The pay and pension commission should review the situation in the upcoming Annual Budget 2019-2020 to provide relief to those who are deprived of such perks and privileges that are available to other employees.
It is unjust to favour some employees working in Federal and Provincial Secretariats i.e President House, PM House, Senate , National Assembly , Governor House , CM House, Provincial Assemblies Secretariats while deprivingothers who are also governed under the same Civil Servant rules.
The policy of postings, transfers, promotions and regularization must be revised and a quota with ratio of 60:40 should be approved in each department. The promotion cases must be dealt on an annual basis to avoid the disappointment of employees as it affects their output.
The civil services reforms are the need of the hour so that administrative unbalance could be fixed and protests of deprived employees could be averted by providing them with their due right of promotion, confirmation, regularization etc.
I recall the case of some teachers who were appointed through recruitment tests conducted by Professional Testing Services such as NTS, Sindh University, Sukkur IBA and other agencies in a transparent manner by Sindh Government but after completion of their contract, they are protesting for their confirmation since govt is bound to regulate the services of such teachers.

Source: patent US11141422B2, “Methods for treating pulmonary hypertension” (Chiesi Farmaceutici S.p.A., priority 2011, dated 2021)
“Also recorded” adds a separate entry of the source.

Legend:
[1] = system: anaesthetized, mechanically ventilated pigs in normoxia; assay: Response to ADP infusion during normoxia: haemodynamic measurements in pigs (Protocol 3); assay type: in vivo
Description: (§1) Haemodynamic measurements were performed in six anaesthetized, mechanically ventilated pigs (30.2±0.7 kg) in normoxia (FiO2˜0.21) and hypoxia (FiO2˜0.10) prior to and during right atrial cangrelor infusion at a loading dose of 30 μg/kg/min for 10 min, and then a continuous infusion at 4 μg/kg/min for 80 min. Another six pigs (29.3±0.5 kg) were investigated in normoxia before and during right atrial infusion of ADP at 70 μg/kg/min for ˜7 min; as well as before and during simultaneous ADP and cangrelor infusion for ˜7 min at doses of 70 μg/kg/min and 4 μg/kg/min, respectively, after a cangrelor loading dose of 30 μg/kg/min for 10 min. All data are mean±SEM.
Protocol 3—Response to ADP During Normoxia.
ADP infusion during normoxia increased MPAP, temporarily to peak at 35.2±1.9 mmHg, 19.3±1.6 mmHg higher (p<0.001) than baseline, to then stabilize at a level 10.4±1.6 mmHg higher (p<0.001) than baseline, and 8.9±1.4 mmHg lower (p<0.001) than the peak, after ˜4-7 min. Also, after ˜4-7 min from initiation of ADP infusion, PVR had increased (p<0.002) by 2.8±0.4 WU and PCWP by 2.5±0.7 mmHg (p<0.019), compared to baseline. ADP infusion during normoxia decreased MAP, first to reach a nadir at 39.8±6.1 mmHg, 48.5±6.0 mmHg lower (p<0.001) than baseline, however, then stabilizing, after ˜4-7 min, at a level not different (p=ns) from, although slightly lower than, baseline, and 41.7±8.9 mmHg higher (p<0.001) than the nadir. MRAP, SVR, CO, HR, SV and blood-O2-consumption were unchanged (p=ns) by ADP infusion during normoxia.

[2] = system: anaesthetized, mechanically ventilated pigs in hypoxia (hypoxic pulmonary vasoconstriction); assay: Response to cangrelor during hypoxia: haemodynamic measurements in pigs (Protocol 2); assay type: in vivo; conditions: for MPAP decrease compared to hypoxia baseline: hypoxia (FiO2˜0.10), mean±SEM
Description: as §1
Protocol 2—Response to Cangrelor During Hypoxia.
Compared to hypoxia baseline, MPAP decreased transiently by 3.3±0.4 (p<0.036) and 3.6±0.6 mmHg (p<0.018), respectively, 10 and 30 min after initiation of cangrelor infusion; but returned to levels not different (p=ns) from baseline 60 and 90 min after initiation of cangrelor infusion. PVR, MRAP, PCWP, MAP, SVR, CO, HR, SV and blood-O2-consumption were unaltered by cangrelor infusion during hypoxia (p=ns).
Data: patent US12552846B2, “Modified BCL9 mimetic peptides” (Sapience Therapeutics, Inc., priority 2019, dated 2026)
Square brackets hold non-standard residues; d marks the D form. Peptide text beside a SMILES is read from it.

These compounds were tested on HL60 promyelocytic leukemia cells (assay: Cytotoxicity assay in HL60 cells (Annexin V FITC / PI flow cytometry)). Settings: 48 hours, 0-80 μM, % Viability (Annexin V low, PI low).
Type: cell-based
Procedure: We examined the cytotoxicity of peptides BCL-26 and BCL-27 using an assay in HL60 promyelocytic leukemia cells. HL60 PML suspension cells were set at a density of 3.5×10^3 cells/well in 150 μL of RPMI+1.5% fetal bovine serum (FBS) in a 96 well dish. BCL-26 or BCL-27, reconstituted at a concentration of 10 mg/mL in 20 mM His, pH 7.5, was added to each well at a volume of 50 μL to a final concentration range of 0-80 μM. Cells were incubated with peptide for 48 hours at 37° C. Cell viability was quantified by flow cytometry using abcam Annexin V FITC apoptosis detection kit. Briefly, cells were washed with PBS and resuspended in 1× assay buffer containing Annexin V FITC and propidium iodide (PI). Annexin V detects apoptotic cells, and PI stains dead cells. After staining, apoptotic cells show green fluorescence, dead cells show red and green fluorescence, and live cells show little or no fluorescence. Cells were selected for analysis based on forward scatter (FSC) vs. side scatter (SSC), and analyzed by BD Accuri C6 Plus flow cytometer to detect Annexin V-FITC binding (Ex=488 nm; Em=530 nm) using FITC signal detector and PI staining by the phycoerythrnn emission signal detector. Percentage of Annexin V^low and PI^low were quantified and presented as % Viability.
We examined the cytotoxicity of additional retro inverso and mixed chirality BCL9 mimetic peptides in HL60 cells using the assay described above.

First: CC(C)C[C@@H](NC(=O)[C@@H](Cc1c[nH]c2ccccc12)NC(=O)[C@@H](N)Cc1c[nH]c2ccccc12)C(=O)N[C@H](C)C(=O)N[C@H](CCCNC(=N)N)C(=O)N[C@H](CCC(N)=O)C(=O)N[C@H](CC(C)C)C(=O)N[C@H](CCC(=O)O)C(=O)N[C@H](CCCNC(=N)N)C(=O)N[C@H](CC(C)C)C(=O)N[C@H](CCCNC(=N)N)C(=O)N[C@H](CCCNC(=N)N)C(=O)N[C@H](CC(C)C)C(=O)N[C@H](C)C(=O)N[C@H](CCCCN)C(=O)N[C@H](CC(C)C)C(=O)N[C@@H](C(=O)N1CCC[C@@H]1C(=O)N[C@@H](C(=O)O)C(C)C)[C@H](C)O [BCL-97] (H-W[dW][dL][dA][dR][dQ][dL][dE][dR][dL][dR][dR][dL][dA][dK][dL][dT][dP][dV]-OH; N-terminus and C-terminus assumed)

Is it justified that teachers should protest for their rights on the streets of Karachi while police baton charges them and uses tear gas and water cannons to disperse them?
Finally, it’s pertinent to add that unless the disparities are addressed, the protests will continue. Even the use of force will be counterproductive and may create serious repercussions beyond the control of government.
The Development of microfinance industry depends upon the resilience and risk management: SECP Chairman Amir Khan
Islamabad : SECP Chairman, Aamir Khan emphasized that in these challenging times the development of microfinance industry depends upon the resilience and risk management, achieved through quintessential pillars of liquidity-tapped through private capital and technology embracement. Khan was addressing the Non-Bank Microfinance Companies Stakeholders Forum organized by SECP to devise a way forward and collaborate strategic response to cope the challenges posed by COVID-19 pandemic and ensuing lockdowns.
The SECP Chairman Amir Khan, along with Commissioner Specialized Companies Division, Farrukh Sabzwari chaired the session. Representatives of Pakistan Microfinance Network (PMN), State Bank of Pakistan (SBP), National Bank of Pakistan (NBP), Pakistan Poverty Alleviation Fund (PPAF), Pakistan Microfinance Investment Company Limited (PMIC), Karandaaz Pakistan and multilateral donor agencies including the World Bank, International Finance Corporation (IFC) and Department for International Development (DFID) attended the session.